1. In 2006, Joe and Guy built MUT (the Manual Uploader Tool) within Fidelity based on my design for a structured approach to manual data. It was a way to get Excel based data into relational structures so that it could be shared, dimensionalized, standardized, reported and analyzed in a more production stable environment. Joe and I talked all the time of building the same thing outside of Fidelity. We never did. Domo is probably the closest to our approach, did their seed round in 2010 and did rounds of $10M, $100M, $125M in 2011, 2014, 2017 respectively. Granted they took the analytics and integration one step further. Ironically, I heard they have a presence at Fidelity today.
  2.  In 2015 when blockchain started to become a reality, I pitched a Healthcare Transaction Clearninghouse using a public crypto approach to shrink the time for collection and payment of claims and to democratize the data for efficacy research. It was a play to get MM funds to back up book-keeping entries for Fidelity. I originally submitted it through one of those silly idea sourcing internal sites. But I also was able to present at a crypto pitch-athon to the advanced technology team.  I got good feedback, but no action. A year later, this story came out about Capital One doing the same thing. I remember lots of emails that day, including one that admitted they heard my pitch a year earlier and missed the opportunity.
  3. In early 2016, Joe, Sara and, I plus some others within Fidelity, participated in a 2 day hackathon. We mocked up my idea for a social trading platform that would let you invest in stocks recommended by influential people you follow: Minority owned, Women owned, environmentally friendly, etc. I thought it was a great way to do ESG before that acronym became a cliche. I pitched the advanced tech team (nope), multiple senior leaders (cool, go see…) and even the head of brokerage. Who referred me as ‘an interesting idea’ to a marketing person, who quashed it. Today a company out of NY, announced a $15M A-round to build essentially the same thing.

I know that we only reward people who do things, and not just the idea. I have never had resources and so I tried to pitch or build prototypes the best way I could (I SUCK at coding). My objective was to gain support. Build a groundswell. Find partners. Get help.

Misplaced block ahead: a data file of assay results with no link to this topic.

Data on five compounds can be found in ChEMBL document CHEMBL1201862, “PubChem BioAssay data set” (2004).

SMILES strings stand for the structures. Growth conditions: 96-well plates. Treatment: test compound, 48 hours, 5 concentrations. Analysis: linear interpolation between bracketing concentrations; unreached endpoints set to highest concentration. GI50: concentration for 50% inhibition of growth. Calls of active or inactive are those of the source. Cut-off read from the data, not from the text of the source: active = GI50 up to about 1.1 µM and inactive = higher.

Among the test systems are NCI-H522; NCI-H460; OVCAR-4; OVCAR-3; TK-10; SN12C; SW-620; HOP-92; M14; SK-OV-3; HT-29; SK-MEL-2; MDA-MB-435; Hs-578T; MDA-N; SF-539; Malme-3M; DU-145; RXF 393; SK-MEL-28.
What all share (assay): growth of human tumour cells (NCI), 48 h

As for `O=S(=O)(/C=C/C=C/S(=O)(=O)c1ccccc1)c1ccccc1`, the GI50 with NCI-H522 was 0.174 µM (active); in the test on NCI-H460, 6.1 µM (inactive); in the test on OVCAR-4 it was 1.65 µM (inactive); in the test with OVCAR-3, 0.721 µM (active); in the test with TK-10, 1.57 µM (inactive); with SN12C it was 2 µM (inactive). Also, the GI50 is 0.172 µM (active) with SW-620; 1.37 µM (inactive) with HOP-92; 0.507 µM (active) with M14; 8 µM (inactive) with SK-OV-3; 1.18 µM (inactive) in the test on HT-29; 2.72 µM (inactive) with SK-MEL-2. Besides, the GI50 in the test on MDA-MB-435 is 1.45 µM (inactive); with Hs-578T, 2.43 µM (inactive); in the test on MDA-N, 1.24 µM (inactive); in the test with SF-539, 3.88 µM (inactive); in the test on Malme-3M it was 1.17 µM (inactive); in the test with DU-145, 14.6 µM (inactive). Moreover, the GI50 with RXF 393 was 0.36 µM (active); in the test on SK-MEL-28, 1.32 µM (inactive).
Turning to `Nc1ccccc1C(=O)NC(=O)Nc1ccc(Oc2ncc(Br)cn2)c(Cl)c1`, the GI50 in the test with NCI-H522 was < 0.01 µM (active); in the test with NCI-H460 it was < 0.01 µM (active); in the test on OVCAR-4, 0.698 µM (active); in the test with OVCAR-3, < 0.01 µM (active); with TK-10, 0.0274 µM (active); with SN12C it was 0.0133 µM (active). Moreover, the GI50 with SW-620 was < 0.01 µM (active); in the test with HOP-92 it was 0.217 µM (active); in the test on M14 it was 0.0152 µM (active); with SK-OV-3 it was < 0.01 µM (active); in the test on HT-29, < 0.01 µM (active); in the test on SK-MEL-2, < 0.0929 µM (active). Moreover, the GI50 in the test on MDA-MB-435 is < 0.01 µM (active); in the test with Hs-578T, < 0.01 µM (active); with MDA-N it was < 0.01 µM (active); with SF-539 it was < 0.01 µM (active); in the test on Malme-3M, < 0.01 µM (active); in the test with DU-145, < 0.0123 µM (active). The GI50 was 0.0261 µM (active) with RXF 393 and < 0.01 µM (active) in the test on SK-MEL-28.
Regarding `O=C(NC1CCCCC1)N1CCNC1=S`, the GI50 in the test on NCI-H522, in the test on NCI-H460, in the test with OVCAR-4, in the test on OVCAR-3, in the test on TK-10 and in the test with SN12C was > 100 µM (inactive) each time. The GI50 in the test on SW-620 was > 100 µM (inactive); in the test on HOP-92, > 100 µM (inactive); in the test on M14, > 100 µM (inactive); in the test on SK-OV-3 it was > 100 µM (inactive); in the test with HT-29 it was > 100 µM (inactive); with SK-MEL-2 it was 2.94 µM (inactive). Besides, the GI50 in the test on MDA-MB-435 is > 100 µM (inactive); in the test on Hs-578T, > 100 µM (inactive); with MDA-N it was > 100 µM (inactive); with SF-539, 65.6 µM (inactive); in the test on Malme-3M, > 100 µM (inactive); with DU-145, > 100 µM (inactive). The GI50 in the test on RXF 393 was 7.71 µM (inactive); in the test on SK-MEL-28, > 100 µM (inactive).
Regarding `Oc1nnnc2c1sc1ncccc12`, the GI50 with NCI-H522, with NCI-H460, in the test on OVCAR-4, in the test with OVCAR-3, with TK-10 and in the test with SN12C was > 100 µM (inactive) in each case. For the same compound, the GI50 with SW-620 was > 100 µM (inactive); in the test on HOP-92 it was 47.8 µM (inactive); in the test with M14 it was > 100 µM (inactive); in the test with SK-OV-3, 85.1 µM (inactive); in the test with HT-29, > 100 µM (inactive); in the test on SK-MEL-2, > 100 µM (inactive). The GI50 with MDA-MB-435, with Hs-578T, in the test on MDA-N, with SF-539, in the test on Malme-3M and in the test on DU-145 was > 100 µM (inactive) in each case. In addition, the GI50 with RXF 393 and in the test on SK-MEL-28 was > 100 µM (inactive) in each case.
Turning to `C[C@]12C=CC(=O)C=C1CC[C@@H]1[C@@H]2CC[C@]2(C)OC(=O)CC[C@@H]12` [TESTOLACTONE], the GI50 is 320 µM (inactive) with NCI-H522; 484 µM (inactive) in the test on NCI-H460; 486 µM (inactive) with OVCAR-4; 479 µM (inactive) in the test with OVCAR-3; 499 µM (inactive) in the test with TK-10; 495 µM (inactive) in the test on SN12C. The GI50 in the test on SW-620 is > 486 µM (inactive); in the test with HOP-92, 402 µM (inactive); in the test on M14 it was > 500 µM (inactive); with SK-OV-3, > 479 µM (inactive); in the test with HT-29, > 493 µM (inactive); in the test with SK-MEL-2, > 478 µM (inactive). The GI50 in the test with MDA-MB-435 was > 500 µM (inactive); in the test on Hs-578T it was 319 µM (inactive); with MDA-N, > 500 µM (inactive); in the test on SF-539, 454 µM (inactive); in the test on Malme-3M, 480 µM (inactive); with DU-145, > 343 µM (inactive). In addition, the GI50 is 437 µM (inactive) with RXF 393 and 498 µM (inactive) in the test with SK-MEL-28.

Seeing the announcement by Public.com today really hurt. I loved that idea. And being in Fidelity, I was finally in a place to make it happen. I talked endlessly about the Innovator’s Dilemma and how we needed to try new things or we would miss the startups undercutting us. Crickets.

I can’t help but feel that the imminent failure of TheMissionZone is going to be another one of these, “You’re too early Josh” moments. But this idea first came to me in an Operations Management class at Bentley… in 1992. I mean COME ON!!!  Didn’t I wait long enough this time? I am hoping our patent comes through and I am able to at least reap some reward from trying to do this first. But who knows.

What I have learned is that not only can you not do something yourself, even if you build a successful team, you will not succeed until you kiss the ring of those that can get things done, and you bring them into your world. It’s not that life is stacked against you, there is a way to find success. But traveling outside of those norms is impossible. Maybe that’s why they become norms. And to someone who hates following trends like me, that shit just sucks. Hence why I don’t get shit done.

So if there is a lesson I can impart on the reader it is this: Find the people that can help you get something done, and then blow sunshine and flattery until they let you into their world. You’ll never know when you need to ask them for help. For me that is venture capitalists, but it could be professors, researchers, coaches, social media influencers, etc. Go find the ones that can help you, and then kiss the ring.

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When Is Team > Product?

team-learningI had a little discussion/debate on Twitter just now about team formation.  The original poster said that teams now can be all remote and that the tools for maintaining a remote team are at the point where you don’t need to be full-time co-located.

I totally agree.  Working at Fidelity, I spent 15 years of almost never being in the same location as my team.  I was in either BOS or NH and the crew was in BOS, RI, TX, NC, IRE, IND, CHN.  We’ve been used to this for a long time, and in that respect, bigcos have been pioneers way before startups.

Because the team was remote, very often your ‘team’ for each project was assembled on the fly and consistency over time was irrelevant.  Each project was like a new startup where we would build something over the course of 9 -24 months.  During that creation phase, assembling the team for the work and having them come in and out was critical.  They were like ‘pivots’ on the path.  Sometimes this was a tool choice, or changes in functionality for the roadmap, or even realization that we needed to reprioritize based on customer feedback.  During this time, team has to be flexible.  Team is the product.  As the product changes, so must the team.